By Ciera Miller
My mother has drank tea for as long as I can remember and probably before that, so tea has always had a natural presence in my life. My earliest memories of it are when I’d wake up my mom for work and she’d ask me to throw in a cup of tea, which meant putting a mug of water in the microwave for two minutes and pretending I didn’t hear the beep when it alerted the house that the water was ready. So when tea appeared in the Harry Potter series, it was a piece of home for me, something familiar and mundane… Until Professor Trelawney read Harry’s tea leaves and divined the grim, a bad omen that predicted Harry would die (even though, spoiler alert, he did not). It was then that I began to wonder if tea was as mundane as I thought, or if it was of some mystical origin that was being called to light in the Harry Potter series. So I did some research.
The reading of tea leaves is a real thing, and it’s called tasseomancy. Tasseomancy comes from the Arabic root tassa, meaning cup, and the Greek mancy, meaning divine, so “tasseomancy” means divine cup. We can all agree that teacups are divine because of the holy liquid they hold and allow us to drink. But here, it means contacting and interpreting the divine, the liminal presence that only mediums have access to. The name intrigued me, made me want to read my own tea leaves and find out my own fortune (hopefully it did not hold the grim). Though, how do you read the divine in the cup?
First, you have to make the tea, and it can’t be the throwing of a tea bag into a cup of warmed water because then you won’t have any dregs at the bottom (sorry Mom, no microwave). You have to go back to before the accidental invention of tea bags in New York, 1908, and steep the tea leaves in your mug. You can do this by emptying the contents of the tea bags into your teacup or you can buy raw tea leaves, and then pour boiling water from a kettle into them. Any kind of tea leaf will do, but not any kind of mug. A light colored one is recommended for better clarity of the tea leaves, to make them easier to read at the end. After you’ve chosen your cup, it is time to add water, not too hot and not too cold, but just warm enough to calm yourself down. And then you begin to drink, with your less dominant hand.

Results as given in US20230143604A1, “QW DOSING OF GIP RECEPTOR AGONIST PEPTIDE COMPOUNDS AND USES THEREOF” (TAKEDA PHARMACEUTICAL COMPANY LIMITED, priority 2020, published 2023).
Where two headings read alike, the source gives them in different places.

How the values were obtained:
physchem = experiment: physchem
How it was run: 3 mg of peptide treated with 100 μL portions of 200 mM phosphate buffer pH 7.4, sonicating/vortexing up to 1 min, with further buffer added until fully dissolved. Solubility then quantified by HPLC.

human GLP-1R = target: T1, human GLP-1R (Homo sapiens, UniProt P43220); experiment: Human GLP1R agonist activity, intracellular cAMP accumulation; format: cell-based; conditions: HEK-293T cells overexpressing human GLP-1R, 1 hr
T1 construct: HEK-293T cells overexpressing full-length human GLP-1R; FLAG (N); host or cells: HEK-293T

But you must be focused while you drink, without a wandering mind or rushing thoughts. Breathe deeply, count slowly to ten, exhale, inhale. Concentrate on the wonderful warmth cupped in your hands and the question you’d like answered. Of course, your brain can’t always stop thinking so maybe if there’s some thoughts that refuse to leave your mind, you can choose to focus on them when reading the tea leaves. Maybe they’ll have some answers to questions you didn’t realize you had. Don’t worry about that now though—just focus on the tea energy in your hands and how the warm liquid feels, flowing throughout your body.
Although you’ll want to drink every last drop of this ambrosia, you have to save a small amount of tea in the bottom of the cup. Still using your less dominant hand, swirl the leftover tea counterclockwise three times, and then flip it onto the saucer, where again, you’ll turn the cup counterclockwise three times. The tea leaves should be stuck to the mug in a ton of different ways, and hopefully you have our creative, thinking cap on to identify what exactly the dregs are telling you.
You have to start the reading from the handle of the mug and continue clockwise to make sense of the different pictures and patterns. Anything that seems important and where it’s placed in relation to the cup is important because places like the rim, the middle, and the bottom of the cup indicate the immediacy of the fortune-telling of the leaves, the connection between individuals, and the intensity of a situation.
And you shouldn’t think so hard—your first association with the pictures and patterns will most likely suffice. It’s from these that you’ll figure out what your future might hold. The different symbols you might find in the dregs of your cup mean different things, like water meaning itself, or travel, or unity, or a circle meaning change or rationality or both. There are a million different meanings of each that you’ll have to interpret for yourself in your own daily life.
So that’s how you read your fortune in your cup of tea like Professor Trelawney, and I’d be lying if I said I wasn’t still intrigued by the mysticism of it. In my own tea divination, I found something like a spiral that promises creativity and an upward arrow for positivity (thankfully, no grim). Does my future actually hold creativity and positivity? Hopefully. I guess I’ll have to wait and see.
Sources: Reading Tea Leaves: An Ancient Art Form, The Mysterious Art of Tasseography, Your Essential Guide to Tasseography, the Practice of Reading Tea Leaves, Tasseography Tasseomancy — The Mona Lisa Method of Tea Leaf Reading, Cold weather, warming tase – Dmitry Fablov,Harry Potter and the Prisoner of Azkaban, J.K. Rowling